How to Handle Play Aggression
Nearly half of cat owners list aggression as the primary behavior problem in their cat.3 Often, this is the result of improper handling of play aggression when the kitten is young. Play aggression is fairly typical behavior in kittens and young cats.
Hiding under furniture and jumping out to attack your foot or ankle, pouncing on your legs under the bedcovers and even wrestling with and biting your hand are all par for the course for a young cat. Normally, your kitten would get out such play aggressions with his littermates, during which he would learn when his ‘play’ had gone too far.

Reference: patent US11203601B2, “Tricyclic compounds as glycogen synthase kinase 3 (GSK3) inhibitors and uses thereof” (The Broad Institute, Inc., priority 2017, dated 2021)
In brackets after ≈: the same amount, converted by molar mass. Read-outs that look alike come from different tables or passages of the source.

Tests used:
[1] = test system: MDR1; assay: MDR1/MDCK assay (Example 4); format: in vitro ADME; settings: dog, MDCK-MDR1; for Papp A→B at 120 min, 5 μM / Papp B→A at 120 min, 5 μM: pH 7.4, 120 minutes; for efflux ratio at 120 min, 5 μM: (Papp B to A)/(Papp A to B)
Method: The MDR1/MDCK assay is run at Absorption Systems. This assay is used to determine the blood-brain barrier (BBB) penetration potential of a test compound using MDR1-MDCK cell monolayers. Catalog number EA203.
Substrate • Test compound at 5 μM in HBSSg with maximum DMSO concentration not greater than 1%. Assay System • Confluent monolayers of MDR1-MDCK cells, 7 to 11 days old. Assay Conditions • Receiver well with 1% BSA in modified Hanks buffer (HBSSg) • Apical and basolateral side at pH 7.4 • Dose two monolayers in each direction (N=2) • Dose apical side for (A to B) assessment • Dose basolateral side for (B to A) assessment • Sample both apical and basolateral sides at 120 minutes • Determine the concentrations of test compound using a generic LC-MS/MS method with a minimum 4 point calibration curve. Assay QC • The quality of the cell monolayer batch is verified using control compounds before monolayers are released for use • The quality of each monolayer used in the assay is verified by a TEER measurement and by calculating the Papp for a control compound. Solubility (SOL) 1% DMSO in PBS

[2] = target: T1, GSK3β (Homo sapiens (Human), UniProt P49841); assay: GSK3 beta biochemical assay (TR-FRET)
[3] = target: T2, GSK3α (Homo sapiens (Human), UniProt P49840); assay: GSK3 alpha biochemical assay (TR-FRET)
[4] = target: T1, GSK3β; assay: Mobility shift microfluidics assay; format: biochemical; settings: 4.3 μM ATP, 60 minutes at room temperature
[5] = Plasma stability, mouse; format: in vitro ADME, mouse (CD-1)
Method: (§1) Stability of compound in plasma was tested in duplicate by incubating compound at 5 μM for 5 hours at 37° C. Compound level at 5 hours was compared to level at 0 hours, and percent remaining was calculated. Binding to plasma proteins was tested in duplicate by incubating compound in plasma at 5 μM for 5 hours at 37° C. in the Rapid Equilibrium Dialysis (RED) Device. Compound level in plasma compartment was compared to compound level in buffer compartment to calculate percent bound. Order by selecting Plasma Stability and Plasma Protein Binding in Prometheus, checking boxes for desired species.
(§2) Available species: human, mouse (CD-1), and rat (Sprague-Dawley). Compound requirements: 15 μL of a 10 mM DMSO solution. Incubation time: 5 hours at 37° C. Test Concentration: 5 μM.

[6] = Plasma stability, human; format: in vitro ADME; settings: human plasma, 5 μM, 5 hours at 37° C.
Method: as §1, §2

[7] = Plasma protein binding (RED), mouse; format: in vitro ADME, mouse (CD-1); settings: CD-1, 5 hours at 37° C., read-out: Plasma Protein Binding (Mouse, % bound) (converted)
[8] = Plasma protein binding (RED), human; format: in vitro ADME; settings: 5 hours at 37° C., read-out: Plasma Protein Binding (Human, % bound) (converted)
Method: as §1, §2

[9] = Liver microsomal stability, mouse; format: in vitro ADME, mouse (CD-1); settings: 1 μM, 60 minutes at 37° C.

If a kitten gets too rough with his littermates, they will bite back or stop playing, teaching him that there are limits. Intense play aggression with uninhibited scratching and biting is usually seen in kittens and young cats taken early from their mothers, under-stimulated kitties, and cats without appropriate play outlets.
You can help to avoid over-aggressive play in your kitten by taking the role of his littermates; when he is about to pounce on you, hiss at him or loudly say “ouch” – then stop playing for a few minutes. If you are consistent with this, your kitten will learn the limits of play.
That being said, it’s important to provide your pet with plenty of outlets for his energy as well. Providing him with a variety of toys and interaction will help him get the stimulation and activity he craves in a positive manner.
Ensuring your kitten gets ample aerobic exercise will also help balance his energy levels, often times reducing the intensity of over-aggressive play.